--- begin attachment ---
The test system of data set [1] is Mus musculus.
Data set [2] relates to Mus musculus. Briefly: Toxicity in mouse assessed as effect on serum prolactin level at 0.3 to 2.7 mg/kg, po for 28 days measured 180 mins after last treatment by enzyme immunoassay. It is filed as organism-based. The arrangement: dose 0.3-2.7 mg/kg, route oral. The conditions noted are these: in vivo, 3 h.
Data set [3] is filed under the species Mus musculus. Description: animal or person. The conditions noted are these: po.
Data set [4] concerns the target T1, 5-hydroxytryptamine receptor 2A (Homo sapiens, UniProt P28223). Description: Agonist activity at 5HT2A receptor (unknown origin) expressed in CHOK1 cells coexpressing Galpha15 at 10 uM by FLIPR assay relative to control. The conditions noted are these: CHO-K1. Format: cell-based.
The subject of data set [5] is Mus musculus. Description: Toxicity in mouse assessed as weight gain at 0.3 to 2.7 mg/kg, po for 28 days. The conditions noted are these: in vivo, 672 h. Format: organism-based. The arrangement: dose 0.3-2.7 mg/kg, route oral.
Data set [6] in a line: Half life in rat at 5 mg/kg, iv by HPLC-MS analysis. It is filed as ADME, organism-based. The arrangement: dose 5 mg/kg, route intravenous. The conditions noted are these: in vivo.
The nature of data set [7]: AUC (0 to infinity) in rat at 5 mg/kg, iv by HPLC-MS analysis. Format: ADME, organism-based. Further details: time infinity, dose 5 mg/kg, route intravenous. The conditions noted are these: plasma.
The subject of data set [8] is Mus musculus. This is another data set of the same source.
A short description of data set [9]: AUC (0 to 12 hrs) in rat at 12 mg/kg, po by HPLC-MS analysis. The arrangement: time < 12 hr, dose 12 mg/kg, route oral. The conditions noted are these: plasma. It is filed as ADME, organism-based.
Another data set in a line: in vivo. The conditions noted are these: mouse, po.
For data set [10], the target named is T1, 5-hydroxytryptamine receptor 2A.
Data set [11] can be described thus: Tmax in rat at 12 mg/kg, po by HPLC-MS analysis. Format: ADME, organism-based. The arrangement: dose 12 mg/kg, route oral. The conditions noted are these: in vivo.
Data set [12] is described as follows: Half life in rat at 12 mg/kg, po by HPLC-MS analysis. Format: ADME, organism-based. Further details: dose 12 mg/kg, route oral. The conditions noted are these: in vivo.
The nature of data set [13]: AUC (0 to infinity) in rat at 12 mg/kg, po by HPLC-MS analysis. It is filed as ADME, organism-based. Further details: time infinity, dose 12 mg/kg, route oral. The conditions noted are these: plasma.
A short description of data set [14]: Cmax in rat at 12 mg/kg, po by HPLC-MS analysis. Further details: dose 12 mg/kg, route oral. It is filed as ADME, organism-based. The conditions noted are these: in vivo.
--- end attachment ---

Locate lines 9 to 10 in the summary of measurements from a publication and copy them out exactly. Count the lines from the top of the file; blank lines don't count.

A short description of data set [9]: AUC (0 to 12 hrs) in rat at 12 mg/kg, po by HPLC-MS analysis. The arrangement: time < 12 hr, dose 12 mg/kg, route oral. The conditions noted are these: plasma. It is filed as ADME, organism-based.
Another data set in a line: in vivo. The conditions noted are these: mouse, po.